The Wizard is an operative fact in modern software. Autodesk programmers love to employ the beasts. Wizards do make workflow and user data collection easier to manage. AutoCAD Civil 3D has more than a few mission critical ones.
The current Civil 3D publication methodology based on Alignments is very wizard centric. Our discussions of many details of that became part of our Civil 3D Book of Alignments. You can register, become a Member and get access to that Book for free. You can learn Intelligent Publish On Demand from the Better Deliverables training video course. People say it knocked their socks off.
Do you ask that most important wizard question,
“What is Happens on That Page?”
One of the subtle deceptions of Autodesk’s wizards is that Civil 3D users often get the impression you must go through all the steps all at once. In other words – we must always complete the entire wizard. Product demonstrations and basic Civil 3D training videos also tend to enhance the false impression of the all or nothing approach. That’s annoying.
It’s About Time
We get fixated on filling out the boxes as we seek completion. It is easy to miss the point of what is going on in the individual pages of the Intersection Wizard. If that wizard doesn’t appear to work for our purposes we look for other more elaborate, alternative, and manual methods. That may be a waste of time. The answer can be there in front of us. We must keep in mind…
The Nuanced Dance of the Data Behind
To be specific: the Intersection Wizard is one of the better things about AutoCAD Civil 3D. It also happens to be one of the most disappointing things to me because Autodesk never bothered to improve on and fix the key concepts built into it.
- If we can do roads, we can do ditches and other grading features.
- We should be able to resolve more than a single pair of alignment/profile pairs.
- Ramps should not be a pain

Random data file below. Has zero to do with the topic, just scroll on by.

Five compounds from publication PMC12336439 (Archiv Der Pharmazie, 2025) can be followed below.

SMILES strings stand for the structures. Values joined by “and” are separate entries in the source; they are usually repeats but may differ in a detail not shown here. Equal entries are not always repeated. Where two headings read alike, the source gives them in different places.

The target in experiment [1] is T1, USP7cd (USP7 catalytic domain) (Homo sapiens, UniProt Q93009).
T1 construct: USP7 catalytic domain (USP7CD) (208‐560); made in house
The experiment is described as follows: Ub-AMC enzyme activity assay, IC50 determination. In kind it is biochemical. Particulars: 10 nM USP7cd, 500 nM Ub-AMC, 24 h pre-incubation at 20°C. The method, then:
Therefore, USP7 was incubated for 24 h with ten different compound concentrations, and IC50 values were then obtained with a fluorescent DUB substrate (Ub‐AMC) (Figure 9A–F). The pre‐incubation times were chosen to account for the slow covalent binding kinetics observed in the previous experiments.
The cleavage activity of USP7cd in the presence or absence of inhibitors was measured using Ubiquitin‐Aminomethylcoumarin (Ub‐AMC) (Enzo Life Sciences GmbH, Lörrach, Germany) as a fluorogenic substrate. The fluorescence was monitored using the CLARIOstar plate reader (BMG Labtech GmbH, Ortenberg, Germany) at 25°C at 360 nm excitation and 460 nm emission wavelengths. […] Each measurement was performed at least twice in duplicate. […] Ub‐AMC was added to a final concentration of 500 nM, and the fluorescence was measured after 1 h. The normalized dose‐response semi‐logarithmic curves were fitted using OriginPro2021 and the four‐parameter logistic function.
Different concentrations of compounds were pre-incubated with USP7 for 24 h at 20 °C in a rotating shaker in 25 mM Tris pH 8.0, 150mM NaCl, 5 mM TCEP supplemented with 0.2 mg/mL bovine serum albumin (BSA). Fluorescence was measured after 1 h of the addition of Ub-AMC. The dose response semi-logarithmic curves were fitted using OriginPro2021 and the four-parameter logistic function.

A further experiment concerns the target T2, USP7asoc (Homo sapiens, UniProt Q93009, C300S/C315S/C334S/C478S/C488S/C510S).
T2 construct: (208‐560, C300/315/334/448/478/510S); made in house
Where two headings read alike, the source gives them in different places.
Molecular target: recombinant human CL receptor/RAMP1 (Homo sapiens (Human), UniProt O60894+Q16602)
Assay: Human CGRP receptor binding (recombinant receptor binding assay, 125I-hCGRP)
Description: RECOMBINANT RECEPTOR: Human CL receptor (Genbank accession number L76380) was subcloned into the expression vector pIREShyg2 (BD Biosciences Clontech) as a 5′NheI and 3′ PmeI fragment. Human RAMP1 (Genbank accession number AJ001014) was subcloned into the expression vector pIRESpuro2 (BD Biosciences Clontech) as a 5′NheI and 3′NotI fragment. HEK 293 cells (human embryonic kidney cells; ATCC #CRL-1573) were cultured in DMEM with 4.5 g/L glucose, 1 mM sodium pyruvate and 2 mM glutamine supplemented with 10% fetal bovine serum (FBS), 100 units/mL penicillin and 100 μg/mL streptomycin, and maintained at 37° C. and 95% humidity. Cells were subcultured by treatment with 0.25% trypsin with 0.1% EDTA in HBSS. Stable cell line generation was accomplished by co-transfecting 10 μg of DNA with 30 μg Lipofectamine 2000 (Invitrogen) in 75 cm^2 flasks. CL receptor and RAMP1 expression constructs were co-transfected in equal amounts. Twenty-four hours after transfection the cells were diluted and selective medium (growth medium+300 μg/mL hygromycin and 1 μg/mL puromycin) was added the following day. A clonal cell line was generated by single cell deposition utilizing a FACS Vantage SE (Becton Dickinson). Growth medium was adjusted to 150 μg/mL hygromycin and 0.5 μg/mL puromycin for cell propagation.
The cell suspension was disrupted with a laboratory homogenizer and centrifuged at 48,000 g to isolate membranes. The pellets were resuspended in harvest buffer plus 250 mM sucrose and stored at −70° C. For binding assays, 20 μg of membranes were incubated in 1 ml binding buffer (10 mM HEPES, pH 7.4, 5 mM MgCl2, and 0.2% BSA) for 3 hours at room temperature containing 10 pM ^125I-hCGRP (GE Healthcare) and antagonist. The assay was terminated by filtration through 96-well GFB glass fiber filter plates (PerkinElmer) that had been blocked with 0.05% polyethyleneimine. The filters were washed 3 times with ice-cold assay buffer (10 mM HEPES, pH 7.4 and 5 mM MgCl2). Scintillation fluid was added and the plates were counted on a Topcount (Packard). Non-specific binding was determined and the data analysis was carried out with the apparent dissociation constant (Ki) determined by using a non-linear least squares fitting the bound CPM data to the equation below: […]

- Automatic intersection targets are Assembly Group Order specific –
we must remember to keep left groups before right groups
- Ad nausea
Suffice it to say that Infraworks 360 gets it’s magic from this exact same externalized approach albeit with AASHTO vehicle type and lane based specifics included.
Why isn’t intersection geometry tested against the same tables which already exist in Civil 3D?
Will we have intersection design tools that employ AASHTO vehicle-based Design Rules and work the way traffic engineers actually do it in AutoCAD Civil 3D? Perhaps. We have roundabouts. Yes. Roundabouts do work like stuck in code with a somewhat poor integration to the rest of Civil 3D.
Nonetheless we can work around the issues with the skillful use of the tools we do have.
Stop, Drop and Roll to Managed Control
You can employ the first couple of pages of the Intersection Wizard to establish the basic often interconnected Horizontal Control for multiple intersections. Is there ever only one? Hardly.
You then bail from the wizard and further refine the Horizontal Control.
You can finish the Horizontal, Vertical, and Cross Section Control details from the Intersection Ribbon tools in Civil 3D.
I did a well-received Autodesk Univerisity presentation of the Stop the Wizard approach back in the day.
Every release I hope in vain Autodesk will update and fix the annoying issues with the Intersection Wizard.
Sadly, the approach remains valid today.
Stop That Intersection Wizard
This video aptly demonstrates how to employ the Intersection wizard to page by page to build up the needed data behind to create a series of malleable intersections. All this says that the key points on the Baselines are the most important points to identify in the design process which is what an Intersection is in the first place. That is not as circular as it sounds. The rest of the Intersection wizard is a collected set of rules and properties than can be applied at will via the Intersection Ribbon tools.
I saved some really scary horizontal control stuff until the end of this video. That goes to show that we all need to...